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...system made up of the agencies of social control, such as police departments, the courts, and correctional institutions, that handle criminal offenders
the various subareas included within the scholarly discipline of criminology, which, taken as a whole, define the field of study.
a measure that actually measures what it purports to measure; a measure that is factual.
illegal acts that capitalize on a person's status in the marketplace. White-collar crimes may include theft, embezzlement, fraud, market manipulation, restraint of trade, and false advertising.
a statutory requirement that a certain penalty shall be carried out in all cases of conviction for a specified offense or serious of offenses...
the view that people's behavior is motivated by the pursuit of pleasure and the avoidance of pain
theoretical perspective suggesting that 1. people have free will to choose criminal or conventional behaviors; 2. people choose to committ crime for reasons of greed or personal need; and 3. crime can be controlled only by the fear of criminal sanctions...
the branch of social science that uses the scientific method of the natural sciences and suggests that human behavior is a product of social, biological, psychological, or economic forces.
the use of verifiable principles and procedures for the systematic acquisition of knowledge. Typically involves formulating a problem, creating hypotheses, and collecting data, through observation and experiment, to verify the hypotheses.
approach to criminology that focuses on the interaction between biosocial and social factors as they are related to crime.
based on the work of Quetelet and Durkheim, that focuses on the relationship between social factors and crime.
a lack of norms or clear social standards. because of rapidly shifting moral values, the individual has few guides to what is socially acceptable.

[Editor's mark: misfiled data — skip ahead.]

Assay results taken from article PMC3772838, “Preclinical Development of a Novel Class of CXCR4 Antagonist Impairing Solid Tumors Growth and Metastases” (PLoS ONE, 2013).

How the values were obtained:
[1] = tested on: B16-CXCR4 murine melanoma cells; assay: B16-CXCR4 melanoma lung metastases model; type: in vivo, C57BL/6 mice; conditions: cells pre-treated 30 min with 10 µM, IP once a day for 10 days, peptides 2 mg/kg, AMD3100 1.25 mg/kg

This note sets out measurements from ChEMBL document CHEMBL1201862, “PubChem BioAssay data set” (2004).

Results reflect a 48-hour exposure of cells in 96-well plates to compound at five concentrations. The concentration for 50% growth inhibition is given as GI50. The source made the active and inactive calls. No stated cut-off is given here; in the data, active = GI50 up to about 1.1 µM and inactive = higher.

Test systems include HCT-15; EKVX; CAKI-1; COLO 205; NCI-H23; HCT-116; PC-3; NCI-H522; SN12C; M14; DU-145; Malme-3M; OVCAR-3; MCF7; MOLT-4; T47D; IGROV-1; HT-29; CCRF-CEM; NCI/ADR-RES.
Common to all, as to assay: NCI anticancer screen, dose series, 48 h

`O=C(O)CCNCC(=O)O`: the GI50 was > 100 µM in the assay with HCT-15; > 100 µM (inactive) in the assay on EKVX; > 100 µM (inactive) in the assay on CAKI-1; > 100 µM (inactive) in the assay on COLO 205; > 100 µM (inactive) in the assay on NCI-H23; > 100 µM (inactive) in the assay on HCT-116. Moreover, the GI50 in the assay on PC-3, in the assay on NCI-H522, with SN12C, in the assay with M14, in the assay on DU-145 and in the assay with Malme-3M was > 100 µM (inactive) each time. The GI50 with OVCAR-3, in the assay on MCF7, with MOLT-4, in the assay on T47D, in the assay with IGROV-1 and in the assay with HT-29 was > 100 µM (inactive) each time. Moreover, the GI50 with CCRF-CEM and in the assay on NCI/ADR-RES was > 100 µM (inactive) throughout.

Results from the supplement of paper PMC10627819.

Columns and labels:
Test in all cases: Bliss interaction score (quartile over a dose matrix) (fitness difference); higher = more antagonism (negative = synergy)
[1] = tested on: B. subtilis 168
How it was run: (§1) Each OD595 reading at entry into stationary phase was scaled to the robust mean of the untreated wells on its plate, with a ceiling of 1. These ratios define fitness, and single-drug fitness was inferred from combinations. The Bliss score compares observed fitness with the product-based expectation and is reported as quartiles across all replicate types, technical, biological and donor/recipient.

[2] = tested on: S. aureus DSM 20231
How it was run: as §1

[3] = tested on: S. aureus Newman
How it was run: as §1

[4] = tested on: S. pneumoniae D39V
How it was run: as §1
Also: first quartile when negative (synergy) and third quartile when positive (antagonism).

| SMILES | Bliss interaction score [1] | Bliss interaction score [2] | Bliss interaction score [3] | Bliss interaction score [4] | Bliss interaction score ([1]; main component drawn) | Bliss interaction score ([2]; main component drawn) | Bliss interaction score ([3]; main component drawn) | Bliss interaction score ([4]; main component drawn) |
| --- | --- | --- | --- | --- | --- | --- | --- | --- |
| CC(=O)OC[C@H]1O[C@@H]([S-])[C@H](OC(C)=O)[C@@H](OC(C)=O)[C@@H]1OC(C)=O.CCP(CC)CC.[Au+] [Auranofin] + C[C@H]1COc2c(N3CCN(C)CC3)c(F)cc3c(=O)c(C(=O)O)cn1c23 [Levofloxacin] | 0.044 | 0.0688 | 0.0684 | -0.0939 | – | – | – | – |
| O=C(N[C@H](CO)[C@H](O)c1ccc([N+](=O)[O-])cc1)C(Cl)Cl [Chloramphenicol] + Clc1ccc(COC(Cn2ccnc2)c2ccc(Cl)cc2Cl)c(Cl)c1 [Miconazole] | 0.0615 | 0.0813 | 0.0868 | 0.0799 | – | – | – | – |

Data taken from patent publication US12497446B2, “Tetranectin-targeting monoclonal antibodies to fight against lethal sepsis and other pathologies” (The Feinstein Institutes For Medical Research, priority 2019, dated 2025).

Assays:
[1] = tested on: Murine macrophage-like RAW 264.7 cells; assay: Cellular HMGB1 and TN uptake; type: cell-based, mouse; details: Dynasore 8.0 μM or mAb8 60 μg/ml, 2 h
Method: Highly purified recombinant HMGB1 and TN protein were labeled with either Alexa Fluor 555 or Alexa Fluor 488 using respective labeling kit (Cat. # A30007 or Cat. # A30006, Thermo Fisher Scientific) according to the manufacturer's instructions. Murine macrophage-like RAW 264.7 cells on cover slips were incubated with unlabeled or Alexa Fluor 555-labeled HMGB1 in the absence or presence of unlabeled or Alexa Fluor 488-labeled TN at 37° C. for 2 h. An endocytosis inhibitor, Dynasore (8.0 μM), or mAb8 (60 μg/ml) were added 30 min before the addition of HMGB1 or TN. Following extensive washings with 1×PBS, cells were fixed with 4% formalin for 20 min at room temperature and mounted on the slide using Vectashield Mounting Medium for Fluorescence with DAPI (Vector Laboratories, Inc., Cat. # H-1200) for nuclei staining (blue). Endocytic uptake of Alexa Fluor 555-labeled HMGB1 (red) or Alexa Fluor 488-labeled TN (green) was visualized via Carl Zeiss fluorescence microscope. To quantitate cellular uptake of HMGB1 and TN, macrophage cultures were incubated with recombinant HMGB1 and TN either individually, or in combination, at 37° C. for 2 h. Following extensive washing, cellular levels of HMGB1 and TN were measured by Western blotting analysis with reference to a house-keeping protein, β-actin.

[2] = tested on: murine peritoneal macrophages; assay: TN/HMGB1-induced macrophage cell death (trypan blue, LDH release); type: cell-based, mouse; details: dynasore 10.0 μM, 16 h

group of urban sociologists who studied the relationship between environmental conditions and crime.
process of human development and enculturization. Socialization is influenced by key social processes and institutions.
the view that human behavior is shaped by interpersonal conflict and that those who maintain social power will use it to further their own ends.
the view that criminality is a dynamic process, influenced by social experiences as well as individual characteristics.
rational choice theory
the view that crime is a function of a decision-making process in which the would-be offender weights the potential costs and benefits of an illegal act.
social structure theory
the view that disadvantaged economic class position is a primary cause of crime.
social process theorists
the view that criminality is a function of people's interactions with various organizations, institutions, and processes in society.
members of a branch of criminology that focuses on the oppression of the poor, women, and minorities, thereby linking class conflict, sexism, and racism to crime rates. Critical criminologists examine how those who hold political and economic power shape the law to uphold their self-interests.
an act, deemed socially harmfully or dangerous, that is specifically defined, prohibited, and punished under the criminal law.
the belief that the majority of citizens in a society share common values and agree on what behaviors should be defined as criminal.
the belief that criminal behavior is defined by those in power in such a way as to protect and advance their own self-interest.
the belief that those with social power are able to impose their values on society as a whole, and these values then define criminal behavior.
the laws of the ancient Israelites, found in the Old Testament of the Judeo-Christian Bible.
a rule derived from previous judicial decisions and applied to future cases; the basis of common law.
Early English law, developed by judges, which became the standardized law of the land in England and eventually formed the basis of the criminal law in the U.S.
Crimes defined by legislative bodies in response to changing social conditions, public opinion, and custom.
A serious offense that carries a penalty of imprisonment, usually for one year or more, and may entail loss of political rights.
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